Back-scratching in Annapolis $500,000 deal: Governor, legislators give friendly Radio One stations a financial boost.

December 23, 1997

IT NEVER HURTS to have friends in high places. And it never hurts to say a few friendly words on behalf of your friends -- especially if you run talk-radio stations. Or turn over valuable air time on a weekly basis to your supporters in the legislature.

That policy has now paid off handsomely for the owners of Radio One, which runs stations in Baltimore and Washington catering to African Americans. It gives two powerful state senators regular air time. And the stations' on-air personalities have had nice things to say about Gov. Parris N. Glendening, who happens to be running for reelection next year.

It didn't hurt, either, that Senate President Mike Miller took up Radio One's cause, perhaps to help a fellow Prince George's senator, Decatur Trotter, who is a vocal supporter of the $500,000 aid package. He's also a frequent radio commentator, as is Sen. Larry Young of West Baltimore. In turn, Radio One talk-show hosts ardently defend Mr. Young against allegations of possible wrongdoing.

The result: A classic example of political back-scratching. The governor and lawmakers paved the way for a $500,000 grant for Radio One, thus assuring many more kind words for themselves on the talk-radio airwaves before next year's election. Republicans and some conservative Democrats railed against the proposal, but to no avail.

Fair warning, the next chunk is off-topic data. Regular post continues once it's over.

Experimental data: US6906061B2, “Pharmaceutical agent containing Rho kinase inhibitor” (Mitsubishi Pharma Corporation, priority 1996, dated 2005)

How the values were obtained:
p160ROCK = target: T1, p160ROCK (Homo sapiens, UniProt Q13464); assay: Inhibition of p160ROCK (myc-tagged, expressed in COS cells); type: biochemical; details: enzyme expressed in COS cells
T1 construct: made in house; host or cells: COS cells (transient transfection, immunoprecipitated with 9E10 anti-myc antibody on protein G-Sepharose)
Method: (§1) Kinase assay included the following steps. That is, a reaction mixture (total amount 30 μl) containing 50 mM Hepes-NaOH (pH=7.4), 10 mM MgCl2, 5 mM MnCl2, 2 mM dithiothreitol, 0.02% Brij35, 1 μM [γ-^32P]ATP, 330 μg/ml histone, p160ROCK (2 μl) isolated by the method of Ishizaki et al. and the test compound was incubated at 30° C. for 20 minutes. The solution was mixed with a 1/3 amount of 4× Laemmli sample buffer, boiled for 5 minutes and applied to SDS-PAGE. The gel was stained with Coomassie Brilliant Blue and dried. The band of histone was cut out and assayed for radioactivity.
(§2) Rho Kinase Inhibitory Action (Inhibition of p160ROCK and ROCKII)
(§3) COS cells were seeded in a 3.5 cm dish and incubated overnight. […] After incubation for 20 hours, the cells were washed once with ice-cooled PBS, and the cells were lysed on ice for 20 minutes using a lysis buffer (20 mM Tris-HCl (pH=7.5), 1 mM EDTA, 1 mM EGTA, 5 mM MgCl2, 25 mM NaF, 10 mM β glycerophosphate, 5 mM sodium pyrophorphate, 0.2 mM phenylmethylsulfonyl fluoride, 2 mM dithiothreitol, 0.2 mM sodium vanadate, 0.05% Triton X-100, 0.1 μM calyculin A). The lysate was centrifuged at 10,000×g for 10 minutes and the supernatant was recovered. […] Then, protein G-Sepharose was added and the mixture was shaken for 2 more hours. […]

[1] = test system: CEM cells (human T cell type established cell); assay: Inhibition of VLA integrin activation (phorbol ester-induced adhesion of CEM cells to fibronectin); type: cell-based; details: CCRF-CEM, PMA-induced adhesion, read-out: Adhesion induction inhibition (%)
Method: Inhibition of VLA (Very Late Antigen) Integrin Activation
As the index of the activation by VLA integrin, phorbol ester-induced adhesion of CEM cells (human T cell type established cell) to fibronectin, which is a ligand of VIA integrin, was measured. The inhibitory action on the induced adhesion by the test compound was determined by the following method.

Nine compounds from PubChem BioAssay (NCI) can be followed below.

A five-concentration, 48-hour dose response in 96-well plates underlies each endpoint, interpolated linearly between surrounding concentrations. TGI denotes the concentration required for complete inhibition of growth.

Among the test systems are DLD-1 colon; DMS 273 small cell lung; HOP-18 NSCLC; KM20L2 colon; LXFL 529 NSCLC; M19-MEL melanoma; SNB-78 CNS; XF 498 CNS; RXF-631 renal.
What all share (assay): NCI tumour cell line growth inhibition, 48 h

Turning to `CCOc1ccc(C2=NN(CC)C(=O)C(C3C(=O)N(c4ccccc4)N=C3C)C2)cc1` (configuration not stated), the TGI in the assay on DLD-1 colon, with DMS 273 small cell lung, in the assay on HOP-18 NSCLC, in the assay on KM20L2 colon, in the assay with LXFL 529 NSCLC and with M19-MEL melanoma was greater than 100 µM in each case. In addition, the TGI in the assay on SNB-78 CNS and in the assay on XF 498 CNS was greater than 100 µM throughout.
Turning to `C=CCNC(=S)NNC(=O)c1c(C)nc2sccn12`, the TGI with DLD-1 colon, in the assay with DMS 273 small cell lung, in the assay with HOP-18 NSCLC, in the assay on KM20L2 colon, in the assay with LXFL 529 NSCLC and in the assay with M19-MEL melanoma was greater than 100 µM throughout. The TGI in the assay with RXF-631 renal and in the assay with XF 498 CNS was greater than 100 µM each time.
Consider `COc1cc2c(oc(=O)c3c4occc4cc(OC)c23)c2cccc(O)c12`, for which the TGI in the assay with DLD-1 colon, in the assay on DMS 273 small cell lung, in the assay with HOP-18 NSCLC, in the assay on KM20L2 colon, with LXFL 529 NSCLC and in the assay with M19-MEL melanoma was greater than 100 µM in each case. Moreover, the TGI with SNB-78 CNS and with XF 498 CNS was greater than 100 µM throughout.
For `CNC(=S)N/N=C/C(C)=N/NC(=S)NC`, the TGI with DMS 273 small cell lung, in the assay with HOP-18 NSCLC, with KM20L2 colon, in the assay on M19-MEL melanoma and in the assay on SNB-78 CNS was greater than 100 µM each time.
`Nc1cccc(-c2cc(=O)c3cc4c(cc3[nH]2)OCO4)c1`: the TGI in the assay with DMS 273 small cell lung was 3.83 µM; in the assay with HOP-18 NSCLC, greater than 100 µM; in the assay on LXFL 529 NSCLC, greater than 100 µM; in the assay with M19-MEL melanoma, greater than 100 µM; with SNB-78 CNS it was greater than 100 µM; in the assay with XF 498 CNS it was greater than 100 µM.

Does this now open the door to a similar government handout to conservative talk-radio stations if a Republican becomes governor next year? Will other media outlets seek assistance in the name of "economic development" and promises of a few kind words for the politicos who dole out the money?

It sets a bad precedent. The money comes from the state's Sunny Day Fund, set up in 1988, according to legislative briefing papers, "to act on extraordinary economic development proposals that require financial assistance beyond the capability existing state and local financing programs." It was never envisioned as a political slush fund.

Even on its fiscal merits, this is a marginal deal. Radio One has already moved from Washington, D.C., to Prince George's County. The company plans to lease to others, not occupy, most of the $4.5 million office building that it wants to buy with the help of the state loan. Only 40 new jobs may be created.

Compare this to other Sunny Day ventures, such as money to keep McCormick & Co. from building a distribution building in Pennsylvania, to persuade Saks Fifth Avenue, Rite Aid and Staples to build their warehouses in Maryland, to persuade Bethlehem Steel to build a cold-rolling mill at Sparrows Point.

Similar-sized loans approved last week offer far greater pay-offs. For instance, a $425,000 loan to DAP Inc. will mean a corporate headquarters in Baltimore and 135 new jobs. Wood Products Inc. got a $350,000 loan to expand manufacturing in isolated Garrett County, saving 90 jobs and creating 50 new ones.

These are straight-forward business loans, without a political component. That's not the case with the Radio One deal -- although we know our opposition to the administration's grant to Radio One will be misconstrued by some as racist.

Business and economic development secretary James T. Brady gamely defended the proposal, but he conceded it was unusual. Senate President Miller said it sent a "symbolic" message to African Americans "that they do have a place at the table." He neglected to say that first they must have something valuable to give politicos in return for a chunk of the public's money. That places an unfair burden on African American business owners, and an even more unfair burden on taxpayers.

Pub Date: 12/23/97

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